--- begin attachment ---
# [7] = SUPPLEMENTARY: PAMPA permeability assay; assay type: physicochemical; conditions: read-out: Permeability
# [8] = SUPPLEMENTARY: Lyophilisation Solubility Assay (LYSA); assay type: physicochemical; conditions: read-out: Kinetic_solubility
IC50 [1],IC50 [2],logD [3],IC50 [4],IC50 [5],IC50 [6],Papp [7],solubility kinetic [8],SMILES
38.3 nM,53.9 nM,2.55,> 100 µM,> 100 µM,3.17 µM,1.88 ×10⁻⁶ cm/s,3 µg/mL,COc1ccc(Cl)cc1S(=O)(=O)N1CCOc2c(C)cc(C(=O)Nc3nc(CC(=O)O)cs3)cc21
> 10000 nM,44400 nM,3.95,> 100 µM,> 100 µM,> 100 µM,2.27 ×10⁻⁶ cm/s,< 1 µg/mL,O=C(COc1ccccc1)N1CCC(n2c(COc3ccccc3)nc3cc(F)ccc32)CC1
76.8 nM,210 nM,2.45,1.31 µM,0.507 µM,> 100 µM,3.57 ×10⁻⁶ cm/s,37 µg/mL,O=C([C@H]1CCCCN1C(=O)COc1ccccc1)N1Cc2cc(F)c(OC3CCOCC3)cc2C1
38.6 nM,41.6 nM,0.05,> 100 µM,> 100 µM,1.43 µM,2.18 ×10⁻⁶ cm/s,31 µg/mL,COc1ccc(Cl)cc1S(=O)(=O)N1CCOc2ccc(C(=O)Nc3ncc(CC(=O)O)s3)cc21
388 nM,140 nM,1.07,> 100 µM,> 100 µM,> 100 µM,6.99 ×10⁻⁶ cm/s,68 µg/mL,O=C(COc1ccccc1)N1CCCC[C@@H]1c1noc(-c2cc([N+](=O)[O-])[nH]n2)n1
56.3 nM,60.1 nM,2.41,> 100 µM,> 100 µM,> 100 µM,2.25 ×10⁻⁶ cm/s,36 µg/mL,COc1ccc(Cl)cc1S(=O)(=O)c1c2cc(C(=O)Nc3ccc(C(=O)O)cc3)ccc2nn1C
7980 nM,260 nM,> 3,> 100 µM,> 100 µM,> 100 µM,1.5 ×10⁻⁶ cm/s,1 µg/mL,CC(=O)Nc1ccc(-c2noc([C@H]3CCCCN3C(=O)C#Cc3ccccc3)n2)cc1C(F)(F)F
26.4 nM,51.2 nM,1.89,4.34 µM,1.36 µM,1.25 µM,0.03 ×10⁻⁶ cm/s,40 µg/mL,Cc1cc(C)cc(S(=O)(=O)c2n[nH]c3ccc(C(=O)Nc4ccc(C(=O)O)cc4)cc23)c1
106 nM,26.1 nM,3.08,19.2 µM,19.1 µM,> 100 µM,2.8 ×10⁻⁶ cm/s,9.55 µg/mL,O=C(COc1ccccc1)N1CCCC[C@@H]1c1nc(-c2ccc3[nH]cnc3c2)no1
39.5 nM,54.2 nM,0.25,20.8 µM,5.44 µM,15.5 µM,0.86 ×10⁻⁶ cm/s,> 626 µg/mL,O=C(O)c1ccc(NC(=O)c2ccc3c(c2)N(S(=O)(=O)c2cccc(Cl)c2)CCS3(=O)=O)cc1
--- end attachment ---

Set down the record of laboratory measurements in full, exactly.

# [7] = SUPPLEMENTARY: PAMPA permeability assay; assay type: physicochemical; conditions: read-out: Permeability
# [8] = SUPPLEMENTARY: Lyophilisation Solubility Assay (LYSA); assay type: physicochemical; conditions: read-out: Kinetic_solubility
IC50 [1],IC50 [2],logD [3],IC50 [4],IC50 [5],IC50 [6],Papp [7],solubility kinetic [8],SMILES
38.3 nM,53.9 nM,2.55,> 100 µM,> 100 µM,3.17 µM,1.88 ×10⁻⁶ cm/s,3 µg/mL,COc1ccc(Cl)cc1S(=O)(=O)N1CCOc2c(C)cc(C(=O)Nc3nc(CC(=O)O)cs3)cc21
> 10000 nM,44400 nM,3.95,> 100 µM,> 100 µM,> 100 µM,2.27 ×10⁻⁶ cm/s,< 1 µg/mL,O=C(COc1ccccc1)N1CCC(n2c(COc3ccccc3)nc3cc(F)ccc32)CC1
76.8 nM,210 nM,2.45,1.31 µM,0.507 µM,> 100 µM,3.57 ×10⁻⁶ cm/s,37 µg/mL,O=C([C@H]1CCCCN1C(=O)COc1ccccc1)N1Cc2cc(F)c(OC3CCOCC3)cc2C1
38.6 nM,41.6 nM,0.05,> 100 µM,> 100 µM,1.43 µM,2.18 ×10⁻⁶ cm/s,31 µg/mL,COc1ccc(Cl)cc1S(=O)(=O)N1CCOc2ccc(C(=O)Nc3ncc(CC(=O)O)s3)cc21
388 nM,140 nM,1.07,> 100 µM,> 100 µM,> 100 µM,6.99 ×10⁻⁶ cm/s,68 µg/mL,O=C(COc1ccccc1)N1CCCC[C@@H]1c1noc(-c2cc([N+](=O)[O-])[nH]n2)n1
56.3 nM,60.1 nM,2.41,> 100 µM,> 100 µM,> 100 µM,2.25 ×10⁻⁶ cm/s,36 µg/mL,COc1ccc(Cl)cc1S(=O)(=O)c1c2cc(C(=O)Nc3ccc(C(=O)O)cc3)ccc2nn1C
7980 nM,260 nM,> 3,> 100 µM,> 100 µM,> 100 µM,1.5 ×10⁻⁶ cm/s,1 µg/mL,CC(=O)Nc1ccc(-c2noc([C@H]3CCCCN3C(=O)C#Cc3ccccc3)n2)cc1C(F)(F)F
26.4 nM,51.2 nM,1.89,4.34 µM,1.36 µM,1.25 µM,0.03 ×10⁻⁶ cm/s,40 µg/mL,Cc1cc(C)cc(S(=O)(=O)c2n[nH]c3ccc(C(=O)Nc4ccc(C(=O)O)cc4)cc23)c1
106 nM,26.1 nM,3.08,19.2 µM,19.1 µM,> 100 µM,2.8 ×10⁻⁶ cm/s,9.55 µg/mL,O=C(COc1ccccc1)N1CCCC[C@@H]1c1nc(-c2ccc3[nH]cnc3c2)no1
39.5 nM,54.2 nM,0.25,20.8 µM,5.44 µM,15.5 µM,0.86 ×10⁻⁶ cm/s,> 626 µg/mL,O=C(O)c1ccc(NC(=O)c2ccc3c(c2)N(S(=O)(=O)c2cccc(Cl)c2)CCS3(=O)=O)cc1